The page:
Posted by: Michael Keller Woodcarving | October 15, 2014

Transferring Patterns to Wood for Woodcarving

A not-so-fun step in woodcarving is transferring your selected pattern to wood. I have tried nearly everything and I find none of it to be any fun. I just want to get to carving.

There are several options in transferring patterns. Let’s look at a few of the most common methods.

Carbon Paper

In my beginnings as a woodcarver, I used carbon paper and still use it even today for some applications like large lettering on rough wood. It does a reasonable job but you will be lucky if you can avoid smearing. With large lettering, it is easy to carve off the smears but it becomes less easy with detailed and smaller pieces. And, light woods like basswood seem to act like a sponge with the smearing. I am left handed and I seem to have more trouble with smearing than many do but everyone faces the problem to some degree. Using carbon paper is really very simple… first tape one of two edges of your pattern to the wood. Then carefully slip carbon paper under your pattern and tape it down as well. Then simply trace your pattern to the wood. If you don’t tape the carbon paper, the risk of it sliding around and smearing increases.

Ponce Wheels

Ponce wheels are those nifty little gadgets with a spiked wheel mounted on a handle used for fabric, leather and even wood. The wheels and spikes come in several sizes but I suggest using the smallest spikes that you will be able to see on your wood. With these, one simply tapes the pattern to wood and then runs over the pattern with the spiked wheel. Here again, I find the best use for these with larger patterns lacking detail. Remove the pattern and you will clearly see your pattern in the wood in the form of little “prick marks.” I always, then, go over everything with a soft pencil to make things stand out. You, of course, will want to carve those prick marks out. Ponce wheels are available at artist suppliers, fabric shops, and even Walmart.

Adhesive Spray

It may be obvious to some but I only became familiar with adhesive spray through looking at Chris Pye’s articles in carving magazines some years back. This seems to be his default method of pattern transfer and it rapidly became mine. One caution though… be sure to use a “re-positionable” or “low-tack adhesive such as Scotch Brand Spray Mount. The other stuff “sticks like no tomorrow” and it is very difficult to remove residue from your carving. Spray Mount is available at Michael’s, Office Depot, and elsewhere for from $11.00 to $17.00. I found Michael’s to be the least expensive. If you happen to have a can of regular spray adhesive and want to use it, be sure to go lightly had hold the can a fair distance from your piece to lighten the amount of adhesive. You can remove spray residue with turpentine but turpentine stinks awful, should not be breathed and it will smear any black from your pattern on to your wood. Heavy adhesive and smearing black ink are both difficult to deal with.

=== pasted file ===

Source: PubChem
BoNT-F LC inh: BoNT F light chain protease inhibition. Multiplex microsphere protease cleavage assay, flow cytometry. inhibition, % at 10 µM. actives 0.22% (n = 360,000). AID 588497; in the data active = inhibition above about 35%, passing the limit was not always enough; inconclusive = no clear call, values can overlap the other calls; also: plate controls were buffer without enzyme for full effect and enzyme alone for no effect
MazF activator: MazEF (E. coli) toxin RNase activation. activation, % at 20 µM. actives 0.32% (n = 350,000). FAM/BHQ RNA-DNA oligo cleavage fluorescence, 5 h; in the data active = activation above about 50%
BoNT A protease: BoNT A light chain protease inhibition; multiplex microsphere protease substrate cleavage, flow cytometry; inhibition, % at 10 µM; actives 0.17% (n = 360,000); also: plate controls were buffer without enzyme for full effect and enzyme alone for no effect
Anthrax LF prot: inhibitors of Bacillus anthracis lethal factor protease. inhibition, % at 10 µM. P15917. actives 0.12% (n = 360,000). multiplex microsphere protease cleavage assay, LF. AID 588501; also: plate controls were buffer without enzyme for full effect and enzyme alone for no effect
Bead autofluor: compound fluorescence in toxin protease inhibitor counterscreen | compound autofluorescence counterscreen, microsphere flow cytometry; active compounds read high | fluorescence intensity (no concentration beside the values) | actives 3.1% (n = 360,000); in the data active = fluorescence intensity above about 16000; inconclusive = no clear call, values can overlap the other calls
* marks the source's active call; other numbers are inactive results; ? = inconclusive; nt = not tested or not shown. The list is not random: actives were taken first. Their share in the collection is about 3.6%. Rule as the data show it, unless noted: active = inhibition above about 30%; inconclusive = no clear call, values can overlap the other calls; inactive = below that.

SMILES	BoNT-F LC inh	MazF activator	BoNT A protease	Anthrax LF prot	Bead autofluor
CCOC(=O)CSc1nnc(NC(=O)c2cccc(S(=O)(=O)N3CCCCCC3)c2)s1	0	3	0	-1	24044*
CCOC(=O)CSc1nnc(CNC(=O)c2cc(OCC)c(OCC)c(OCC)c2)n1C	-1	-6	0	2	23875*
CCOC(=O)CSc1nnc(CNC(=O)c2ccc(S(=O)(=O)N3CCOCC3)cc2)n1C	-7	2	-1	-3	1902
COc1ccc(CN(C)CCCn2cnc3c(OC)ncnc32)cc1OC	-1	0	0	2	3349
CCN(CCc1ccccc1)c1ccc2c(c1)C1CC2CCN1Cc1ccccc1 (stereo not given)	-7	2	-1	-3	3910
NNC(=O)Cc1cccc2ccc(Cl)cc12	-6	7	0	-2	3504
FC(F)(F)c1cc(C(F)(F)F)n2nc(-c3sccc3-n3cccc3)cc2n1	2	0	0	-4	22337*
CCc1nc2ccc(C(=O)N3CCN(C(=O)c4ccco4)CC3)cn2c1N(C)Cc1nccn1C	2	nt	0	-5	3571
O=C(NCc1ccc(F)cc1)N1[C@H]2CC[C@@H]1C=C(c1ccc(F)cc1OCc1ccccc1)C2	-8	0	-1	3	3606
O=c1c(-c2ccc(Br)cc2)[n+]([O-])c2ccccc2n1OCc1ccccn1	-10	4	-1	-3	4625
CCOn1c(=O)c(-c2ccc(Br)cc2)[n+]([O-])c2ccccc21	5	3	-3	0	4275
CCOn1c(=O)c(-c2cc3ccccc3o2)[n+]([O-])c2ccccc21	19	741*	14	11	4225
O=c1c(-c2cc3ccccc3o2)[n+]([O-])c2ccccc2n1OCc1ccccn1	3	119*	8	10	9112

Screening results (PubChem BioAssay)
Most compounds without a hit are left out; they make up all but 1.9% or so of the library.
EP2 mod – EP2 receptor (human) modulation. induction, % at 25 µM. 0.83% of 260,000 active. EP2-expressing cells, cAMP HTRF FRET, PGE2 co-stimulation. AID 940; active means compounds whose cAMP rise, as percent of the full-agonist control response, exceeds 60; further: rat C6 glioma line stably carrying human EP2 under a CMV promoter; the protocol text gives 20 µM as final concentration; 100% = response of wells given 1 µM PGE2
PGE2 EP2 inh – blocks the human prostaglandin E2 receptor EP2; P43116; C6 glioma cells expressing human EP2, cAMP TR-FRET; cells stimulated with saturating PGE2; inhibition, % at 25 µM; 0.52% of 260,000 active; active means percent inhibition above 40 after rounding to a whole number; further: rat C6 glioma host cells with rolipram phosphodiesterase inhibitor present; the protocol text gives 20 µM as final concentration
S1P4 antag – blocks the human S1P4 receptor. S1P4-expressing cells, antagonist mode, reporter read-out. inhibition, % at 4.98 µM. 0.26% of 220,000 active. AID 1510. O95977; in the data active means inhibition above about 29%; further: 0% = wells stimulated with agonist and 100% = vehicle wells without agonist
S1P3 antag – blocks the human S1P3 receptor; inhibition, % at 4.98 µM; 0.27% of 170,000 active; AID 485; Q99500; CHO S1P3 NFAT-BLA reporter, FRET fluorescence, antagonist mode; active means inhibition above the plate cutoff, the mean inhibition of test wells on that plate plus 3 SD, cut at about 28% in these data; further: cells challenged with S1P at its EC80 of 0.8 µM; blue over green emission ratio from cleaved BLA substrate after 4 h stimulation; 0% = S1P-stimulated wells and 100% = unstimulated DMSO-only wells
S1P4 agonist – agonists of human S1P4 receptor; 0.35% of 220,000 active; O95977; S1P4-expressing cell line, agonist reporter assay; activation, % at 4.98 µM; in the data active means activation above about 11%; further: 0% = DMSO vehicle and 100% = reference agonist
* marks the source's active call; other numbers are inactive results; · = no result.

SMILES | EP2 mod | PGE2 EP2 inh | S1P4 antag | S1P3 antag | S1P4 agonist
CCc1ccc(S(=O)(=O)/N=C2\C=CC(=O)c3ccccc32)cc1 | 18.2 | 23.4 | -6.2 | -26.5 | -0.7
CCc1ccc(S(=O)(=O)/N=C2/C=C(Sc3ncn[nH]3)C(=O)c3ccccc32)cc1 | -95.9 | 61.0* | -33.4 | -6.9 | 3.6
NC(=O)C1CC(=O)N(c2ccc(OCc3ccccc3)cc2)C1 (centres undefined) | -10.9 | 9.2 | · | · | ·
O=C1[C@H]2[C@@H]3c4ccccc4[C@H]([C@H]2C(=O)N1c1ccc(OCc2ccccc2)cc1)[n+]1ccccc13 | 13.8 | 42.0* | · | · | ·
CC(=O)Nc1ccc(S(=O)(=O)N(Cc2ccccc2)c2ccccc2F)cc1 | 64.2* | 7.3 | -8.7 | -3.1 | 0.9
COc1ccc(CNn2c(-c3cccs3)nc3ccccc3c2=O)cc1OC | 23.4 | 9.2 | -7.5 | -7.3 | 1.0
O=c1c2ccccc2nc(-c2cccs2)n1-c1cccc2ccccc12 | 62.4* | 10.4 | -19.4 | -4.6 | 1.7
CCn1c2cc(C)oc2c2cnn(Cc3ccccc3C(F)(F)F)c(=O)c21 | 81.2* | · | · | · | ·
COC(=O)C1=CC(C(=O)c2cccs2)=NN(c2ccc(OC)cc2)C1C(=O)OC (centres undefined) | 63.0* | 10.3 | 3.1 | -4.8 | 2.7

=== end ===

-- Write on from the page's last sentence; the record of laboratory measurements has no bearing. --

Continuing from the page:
Pencil on the Back of Your Pattern

A method we all learned back in elementary school is to hold your pattern up against a window (pattern facing glass) and trace your pattern in reverse on the back of the pattern paper with a soft pencil. Once done, tape the pattern on to your wood and simply draw over your pattern. In doing so, the pencil on the back will be transferred to your wood. Once done, remove the pattern and clean up the transferred pencil marks. This method is the most time consuming of any but it is much cleaner than carbon paper and is a virtually no cost method.

If you happen to know an additional trick, please let me know.

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Thanks for visiting, be carveful and keep sharp!


  1. Don’t forget you can use an iron and copies from a laser printer.

    Once you’ve printed out an image on a laser printer, whether your own or one from a business like Staples, you merely need to secure it to the item, then apply heat from an iron to transfer the image.

    Of course, just as with carbon paper, securing your copy to insure it does not move is critical.

    Try a test on a regular board to see how it works for you.

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